For this industry type, main environmental risks are associated with gas and liquid effluents, environmental dust emissions, risks of labor related accidents, noise exposure, product quality and food safety, and any risks associated with transportation of goods. 

The General Manager and the plant Operations Manager are responsible for business safety and environmental issues, and for the company interactions with employees, authorities and community members.

The Company has developed risk mitigation procedures, such as:

• Employee Hygiene Procedure
• Drinking Water Management Procedure
• Solid Waste Management Procedure
• Hazardous Waste Management Procedure
• Chemical Management Instructions
• Emergency and Evacuation Procedure

Due to the surrounding area of its location, and the type of activities performed, Avenatop does not generate any kind of complains or conflicts in the area.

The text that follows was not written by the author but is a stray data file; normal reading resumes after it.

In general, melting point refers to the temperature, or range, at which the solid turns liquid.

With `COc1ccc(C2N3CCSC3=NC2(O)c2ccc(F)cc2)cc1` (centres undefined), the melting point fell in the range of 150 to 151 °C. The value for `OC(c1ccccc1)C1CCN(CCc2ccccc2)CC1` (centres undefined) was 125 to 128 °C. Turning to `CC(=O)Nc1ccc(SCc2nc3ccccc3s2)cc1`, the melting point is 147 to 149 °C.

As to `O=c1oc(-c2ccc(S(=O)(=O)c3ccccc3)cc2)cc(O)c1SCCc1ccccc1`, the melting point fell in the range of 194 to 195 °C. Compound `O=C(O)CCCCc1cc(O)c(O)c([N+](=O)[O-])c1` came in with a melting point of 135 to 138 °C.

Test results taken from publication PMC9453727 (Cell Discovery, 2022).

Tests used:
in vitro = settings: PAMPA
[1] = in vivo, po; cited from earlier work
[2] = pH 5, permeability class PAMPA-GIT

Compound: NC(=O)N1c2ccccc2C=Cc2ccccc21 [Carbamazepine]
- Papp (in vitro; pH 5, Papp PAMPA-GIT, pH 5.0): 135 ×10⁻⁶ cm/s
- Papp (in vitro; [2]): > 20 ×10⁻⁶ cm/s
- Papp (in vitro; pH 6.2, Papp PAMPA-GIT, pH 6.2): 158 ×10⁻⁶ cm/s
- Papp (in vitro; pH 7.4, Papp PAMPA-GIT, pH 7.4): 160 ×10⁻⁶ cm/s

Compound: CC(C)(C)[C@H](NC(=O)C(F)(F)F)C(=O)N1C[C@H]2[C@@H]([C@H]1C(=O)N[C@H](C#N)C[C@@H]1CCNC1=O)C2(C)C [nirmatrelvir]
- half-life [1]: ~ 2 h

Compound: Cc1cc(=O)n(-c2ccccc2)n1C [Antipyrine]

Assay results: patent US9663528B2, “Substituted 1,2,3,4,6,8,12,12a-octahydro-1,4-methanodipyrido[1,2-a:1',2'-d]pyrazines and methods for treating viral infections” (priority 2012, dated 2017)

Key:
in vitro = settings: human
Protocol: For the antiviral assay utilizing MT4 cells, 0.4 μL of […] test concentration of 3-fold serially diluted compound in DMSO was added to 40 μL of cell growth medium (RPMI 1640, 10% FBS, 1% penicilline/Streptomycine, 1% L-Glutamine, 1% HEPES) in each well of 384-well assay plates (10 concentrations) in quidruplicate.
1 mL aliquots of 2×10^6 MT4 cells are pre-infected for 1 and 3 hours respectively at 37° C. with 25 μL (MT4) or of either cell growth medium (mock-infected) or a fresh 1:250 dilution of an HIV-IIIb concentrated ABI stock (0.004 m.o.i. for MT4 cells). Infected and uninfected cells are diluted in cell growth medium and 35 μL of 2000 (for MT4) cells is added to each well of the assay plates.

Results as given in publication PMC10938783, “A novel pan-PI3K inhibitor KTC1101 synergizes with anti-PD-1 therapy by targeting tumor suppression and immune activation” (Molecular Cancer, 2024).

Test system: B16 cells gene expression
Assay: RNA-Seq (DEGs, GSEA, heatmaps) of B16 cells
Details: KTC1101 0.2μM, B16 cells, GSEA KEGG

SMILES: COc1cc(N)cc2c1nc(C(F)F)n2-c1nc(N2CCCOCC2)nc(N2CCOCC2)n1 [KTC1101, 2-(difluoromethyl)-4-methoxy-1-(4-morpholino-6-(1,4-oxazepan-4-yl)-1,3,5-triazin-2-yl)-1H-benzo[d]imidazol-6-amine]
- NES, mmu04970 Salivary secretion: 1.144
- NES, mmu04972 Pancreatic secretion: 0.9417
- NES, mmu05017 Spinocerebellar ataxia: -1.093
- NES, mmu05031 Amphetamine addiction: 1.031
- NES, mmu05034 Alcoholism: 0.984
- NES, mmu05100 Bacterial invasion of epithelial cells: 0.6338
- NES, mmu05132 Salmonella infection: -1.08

4.2. Labor and Working Conditions

Avenatop is in compliance with all domestic law requirements regarding labor and working conditions, including, among others, mandatory social security contributions, freedom of association and organization in workers’ unions, child exploitation and abuse bans, and labor non-discrimination laws.  Avenatop employees do not belong to any union organization.  There are no labor conflicts in the company.  There is in place a procedure for commending, suggesting and submitting internal complaints in order to address, manage and satisfactorily resolve any suggestions, complaints, and claim from workers.  Given the close proximity of the Operations Management and the size of the company (around 100 people), most of the employee issues are personally and directly addressed. 

The company has a Workplace Safety, Hygiene and Order Manual, which supplements the Employee Hygiene Procedure establishing any procedure, cautions, conditions and tools required for handling food items preserving their quality and safety.

Avenatop workers have health insurance, as required by law, provided by the National Health Fund (Fondo Nacional de Salud, FONASA), which allows them to choose between the private and public systems.  The company also provides an optional insurance through a collective bargaining agreement which allows users to reduce their copays and deductibles, and receive coverage not included under the basic insurance.  Both the basic insurance and the supplemental insurance cover the entire family.